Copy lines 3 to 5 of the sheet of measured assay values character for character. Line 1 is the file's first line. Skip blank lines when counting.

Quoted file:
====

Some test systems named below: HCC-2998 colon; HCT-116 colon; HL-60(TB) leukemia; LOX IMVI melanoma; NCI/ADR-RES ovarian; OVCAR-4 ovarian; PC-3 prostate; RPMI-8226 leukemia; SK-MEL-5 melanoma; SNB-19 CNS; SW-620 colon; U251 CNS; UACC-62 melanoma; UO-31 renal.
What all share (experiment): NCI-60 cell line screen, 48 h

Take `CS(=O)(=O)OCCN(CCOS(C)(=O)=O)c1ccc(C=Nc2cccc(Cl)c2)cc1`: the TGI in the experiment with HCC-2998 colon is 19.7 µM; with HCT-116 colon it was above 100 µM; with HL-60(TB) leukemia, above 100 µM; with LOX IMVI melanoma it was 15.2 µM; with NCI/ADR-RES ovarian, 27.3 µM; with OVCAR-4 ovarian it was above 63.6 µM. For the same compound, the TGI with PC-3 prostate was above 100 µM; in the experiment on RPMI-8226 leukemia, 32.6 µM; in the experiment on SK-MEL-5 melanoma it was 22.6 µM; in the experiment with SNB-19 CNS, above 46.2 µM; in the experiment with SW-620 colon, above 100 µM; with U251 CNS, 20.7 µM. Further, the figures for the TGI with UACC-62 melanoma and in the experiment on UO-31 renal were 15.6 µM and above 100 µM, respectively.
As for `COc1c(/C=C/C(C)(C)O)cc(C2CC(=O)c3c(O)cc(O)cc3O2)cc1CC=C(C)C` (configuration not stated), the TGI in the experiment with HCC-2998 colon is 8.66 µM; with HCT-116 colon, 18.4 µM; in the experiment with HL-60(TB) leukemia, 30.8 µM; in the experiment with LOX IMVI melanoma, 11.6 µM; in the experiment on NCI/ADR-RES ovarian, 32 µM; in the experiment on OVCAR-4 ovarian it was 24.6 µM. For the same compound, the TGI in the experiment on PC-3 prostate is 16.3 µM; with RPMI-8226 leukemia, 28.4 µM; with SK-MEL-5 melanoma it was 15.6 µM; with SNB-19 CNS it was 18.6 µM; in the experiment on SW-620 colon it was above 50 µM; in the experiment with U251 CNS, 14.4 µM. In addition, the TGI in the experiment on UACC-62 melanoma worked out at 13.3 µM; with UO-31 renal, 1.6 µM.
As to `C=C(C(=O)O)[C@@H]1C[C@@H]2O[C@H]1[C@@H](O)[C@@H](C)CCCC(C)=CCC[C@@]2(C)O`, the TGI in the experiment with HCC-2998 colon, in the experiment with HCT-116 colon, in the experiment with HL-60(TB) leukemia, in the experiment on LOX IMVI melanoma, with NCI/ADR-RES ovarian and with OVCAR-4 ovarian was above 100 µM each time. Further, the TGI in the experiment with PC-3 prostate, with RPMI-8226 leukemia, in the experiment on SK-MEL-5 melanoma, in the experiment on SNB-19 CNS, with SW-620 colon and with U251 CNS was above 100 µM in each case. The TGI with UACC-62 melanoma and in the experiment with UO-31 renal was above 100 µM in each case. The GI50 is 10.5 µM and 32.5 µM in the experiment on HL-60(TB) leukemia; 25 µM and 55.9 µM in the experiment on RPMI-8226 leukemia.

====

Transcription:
Take `CS(=O)(=O)OCCN(CCOS(C)(=O)=O)c1ccc(C=Nc2cccc(Cl)c2)cc1`: the TGI in the experiment with HCC-2998 colon is 19.7 µM; with HCT-116 colon it was above 100 µM; with HL-60(TB) leukemia, above 100 µM; with LOX IMVI melanoma it was 15.2 µM; with NCI/ADR-RES ovarian, 27.3 µM; with OVCAR-4 ovarian it was above 63.6 µM. For the same compound, the TGI with PC-3 prostate was above 100 µM; in the experiment on RPMI-8226 leukemia, 32.6 µM; in the experiment on SK-MEL-5 melanoma it was 22.6 µM; in the experiment with SNB-19 CNS, above 46.2 µM; in the experiment with SW-620 colon, above 100 µM; with U251 CNS, 20.7 µM. Further, the figures for the TGI with UACC-62 melanoma and in the experiment on UO-31 renal were 15.6 µM and above 100 µM, respectively.
As for `COc1c(/C=C/C(C)(C)O)cc(C2CC(=O)c3c(O)cc(O)cc3O2)cc1CC=C(C)C` (configuration not stated), the TGI in the experiment with HCC-2998 colon is 8.66 µM; with HCT-116 colon, 18.4 µM; in the experiment with HL-60(TB) leukemia, 30.8 µM; in the experiment with LOX IMVI melanoma, 11.6 µM; in the experiment on NCI/ADR-RES ovarian, 32 µM; in the experiment on OVCAR-4 ovarian it was 24.6 µM. For the same compound, the TGI in the experiment on PC-3 prostate is 16.3 µM; with RPMI-8226 leukemia, 28.4 µM; with SK-MEL-5 melanoma it was 15.6 µM; with SNB-19 CNS it was 18.6 µM; in the experiment on SW-620 colon it was above 50 µM; in the experiment with U251 CNS, 14.4 µM. In addition, the TGI in the experiment on UACC-62 melanoma worked out at 13.3 µM; with UO-31 renal, 1.6 µM.
As to `C=C(C(=O)O)[C@@H]1C[C@@H]2O[C@H]1[C@@H](O)[C@@H](C)CCCC(C)=CCC[C@@]2(C)O`, the TGI in the experiment with HCC-2998 colon, in the experiment with HCT-116 colon, in the experiment with HL-60(TB) leukemia, in the experiment on LOX IMVI melanoma, with NCI/ADR-RES ovarian and with OVCAR-4 ovarian was above 100 µM each time. Further, the TGI in the experiment with PC-3 prostate, with RPMI-8226 leukemia, in the experiment on SK-MEL-5 melanoma, in the experiment on SNB-19 CNS, with SW-620 colon and with U251 CNS was above 100 µM in each case. The TGI with UACC-62 melanoma and in the experiment with UO-31 renal was above 100 µM in each case. The GI50 is 10.5 µM and 32.5 µM in the experiment on HL-60(TB) leukemia; 25 µM and 55.9 µM in the experiment on RPMI-8226 leukemia.